• About 1,700 named rivers, streams and creeks travelling 10,550 miles
  • Approximately 12,000 miles of fishable rivers, streams and canals and an overall total of 51,858 miles of flowing water, including minor tributaries, creeks and ditches (20,000 of which consistently have water).
  • About 7,700 lakes greater than 10 acres, covering 3 million total acres
  • More than 200 native species of freshwater fish
  • More than 500 native species of saltwater fish

Recreational Fishing Annual Economic Impact

Based on the 2006 National Survey, Florida again ranks number one in:

  • In-state anglers 2,767,000 (vs. #2 Texas with 2.5 million)
    • Freshwater – 1,417,000 (1,155,000 resident and 262,000 nonresident)
    • Saltwater – 2,002,000 (1,286,000 resident and 716,000 nonresident)
  • Angler expenditures in state – $4.4 billion (vs. #2 Texas with $3.4 billion)
  • Angler-supported jobs – 75,068 (vs. #2 Texas with 59,938)
  • State and local taxes generated by sportfishing – $443 million (vs. #2 Texas with $392 million)
  • Federal tax generated – $558 million
  • Nonresident anglers (freshwater and saltwater) – 885,000 (vs. #2 North Carolina 395,000)
  • Nonresident angler expenditures – $1.0 billion (vs. #2 Wisconsin $0.6 billion)
  • Days of fishing – 46,311,000 (24.5 million freshwater, 23.1 million saltwater, 4.8 million nonresident)
  • Anglers averaged 17.2 days per year fishing in Florida, for a total of 46.3 million days of quality outdoor recreation.  A total of 24.4 million days were spent in fresh water by 1.4 million anglers and, 23.1 million days were spent in salt water by 2.0 million anglers.
    • Total fishing – $7.5 billion (some anglers don’t specify fresh or salt), number one in the nation. Texas, the next highest state, generates $6.1 billion
      • Saltwater fishing – $5.2 billion, 51,500 jobs
        Freshwater fishing – $2.4 billion, 23,500 jobs
    • Commercial fishing – $576 million, 9,800 jobs
    • Boating – $18.5 billion, 220,000 jobs
    • Number of paid fishing license holders (May 2007- April 2008):  1,656,143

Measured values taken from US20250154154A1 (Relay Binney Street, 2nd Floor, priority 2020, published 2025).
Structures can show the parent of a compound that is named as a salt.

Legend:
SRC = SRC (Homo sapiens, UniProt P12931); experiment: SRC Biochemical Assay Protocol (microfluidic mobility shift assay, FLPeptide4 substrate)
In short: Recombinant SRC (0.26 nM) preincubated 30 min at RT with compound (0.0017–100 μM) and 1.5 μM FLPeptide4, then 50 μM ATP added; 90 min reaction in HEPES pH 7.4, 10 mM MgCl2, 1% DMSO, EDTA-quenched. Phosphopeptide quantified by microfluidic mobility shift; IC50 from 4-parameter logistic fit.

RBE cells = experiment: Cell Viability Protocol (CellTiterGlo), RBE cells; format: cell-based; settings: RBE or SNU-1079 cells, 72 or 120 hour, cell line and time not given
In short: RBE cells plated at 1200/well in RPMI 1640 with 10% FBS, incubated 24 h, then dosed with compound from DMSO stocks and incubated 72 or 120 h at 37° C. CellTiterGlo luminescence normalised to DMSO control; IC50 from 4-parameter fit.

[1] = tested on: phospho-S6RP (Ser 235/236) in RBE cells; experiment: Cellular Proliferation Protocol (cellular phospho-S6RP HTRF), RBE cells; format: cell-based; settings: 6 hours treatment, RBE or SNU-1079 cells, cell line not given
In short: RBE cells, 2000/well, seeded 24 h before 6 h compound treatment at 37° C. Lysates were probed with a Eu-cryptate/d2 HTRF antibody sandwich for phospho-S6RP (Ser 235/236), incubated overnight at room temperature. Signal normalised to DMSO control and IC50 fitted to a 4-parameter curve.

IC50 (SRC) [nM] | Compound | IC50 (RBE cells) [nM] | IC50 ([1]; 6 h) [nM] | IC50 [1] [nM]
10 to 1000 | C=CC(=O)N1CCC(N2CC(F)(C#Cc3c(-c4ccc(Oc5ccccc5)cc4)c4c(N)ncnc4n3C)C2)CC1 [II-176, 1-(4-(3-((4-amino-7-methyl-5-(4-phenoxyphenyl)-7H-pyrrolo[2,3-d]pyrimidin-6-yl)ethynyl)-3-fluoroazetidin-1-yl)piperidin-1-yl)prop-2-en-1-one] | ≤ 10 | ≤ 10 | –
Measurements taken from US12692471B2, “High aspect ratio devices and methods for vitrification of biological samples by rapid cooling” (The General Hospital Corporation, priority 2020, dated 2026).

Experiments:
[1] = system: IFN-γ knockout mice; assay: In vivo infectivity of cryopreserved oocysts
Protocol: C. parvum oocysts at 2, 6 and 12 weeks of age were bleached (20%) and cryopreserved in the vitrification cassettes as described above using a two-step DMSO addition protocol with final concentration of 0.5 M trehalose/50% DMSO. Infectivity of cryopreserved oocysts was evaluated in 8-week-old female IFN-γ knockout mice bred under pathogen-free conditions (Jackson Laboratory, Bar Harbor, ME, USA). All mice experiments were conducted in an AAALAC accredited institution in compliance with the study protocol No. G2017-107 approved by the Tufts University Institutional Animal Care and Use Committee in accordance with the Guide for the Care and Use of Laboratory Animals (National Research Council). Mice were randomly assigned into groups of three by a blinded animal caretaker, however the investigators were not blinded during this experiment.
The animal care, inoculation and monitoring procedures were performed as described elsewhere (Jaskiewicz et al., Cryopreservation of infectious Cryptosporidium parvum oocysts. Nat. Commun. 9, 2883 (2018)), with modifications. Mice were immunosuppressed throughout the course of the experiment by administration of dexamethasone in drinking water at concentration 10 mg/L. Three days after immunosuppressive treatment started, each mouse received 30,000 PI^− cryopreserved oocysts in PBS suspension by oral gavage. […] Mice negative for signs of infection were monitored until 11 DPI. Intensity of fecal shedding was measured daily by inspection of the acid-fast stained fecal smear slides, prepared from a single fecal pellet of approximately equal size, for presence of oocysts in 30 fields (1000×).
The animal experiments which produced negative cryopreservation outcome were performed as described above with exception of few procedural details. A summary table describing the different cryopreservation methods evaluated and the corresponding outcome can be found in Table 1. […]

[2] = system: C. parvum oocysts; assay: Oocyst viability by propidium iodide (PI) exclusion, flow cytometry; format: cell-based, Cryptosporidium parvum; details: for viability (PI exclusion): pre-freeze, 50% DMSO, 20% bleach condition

• Freshwater license holders:  539,376 (40 percent of estimated users)
      • Saltwater license holders:  1,086,767 (54 percent of estimated users)
        • Note:  Many people are exempt (e.g., less than 16 or over 65 years of age, shoreline anglers, resident saltwater anglers, freshwater cane-pole anglers in their county of residence, saltwater anglers fishing from licensed charter boats or piers).

Our Public Responsibilities Paid for largely by Fishing License Fees

  • Law Enforcement – We enforce rules to protect fish and keep waterways safe for millions of boaters. FWC law enforcement officers are among the first on the scene to help when natural disasters occur, because of our specialized equipment to access remote, hard-to-reach locations.
  • Research – Our scientists work to provide information for the FWC and others to make management decisions based on the best science available involving fish and wildlife populations, habitat issues and the human-dimension aspects of conservation.
  • Management – The FWC manages the state’s fish and wildlife resources based on the latest scientific data to conserve some of the most complex and delicate ecosystems in the world along with a wide diversity of species.
  • Outreach – We communicate with a variety of audiences to encourage participation, responsible citizenship and stewardship of the state’s natural resources. This includes:
    • Boating safety classes; outdoor recreation classes, including freshwater and saltwater fishing; programs specifically for people who are not traditionally taught outdoors activities; programs and messages designed to help Floridians coexist with a variety of wildlife; public information — answering thousands of telephone calls and e-mail questions annually on subjects relating to fishing, fisheries habitat, outdoor recreation,  boating and nonnative species.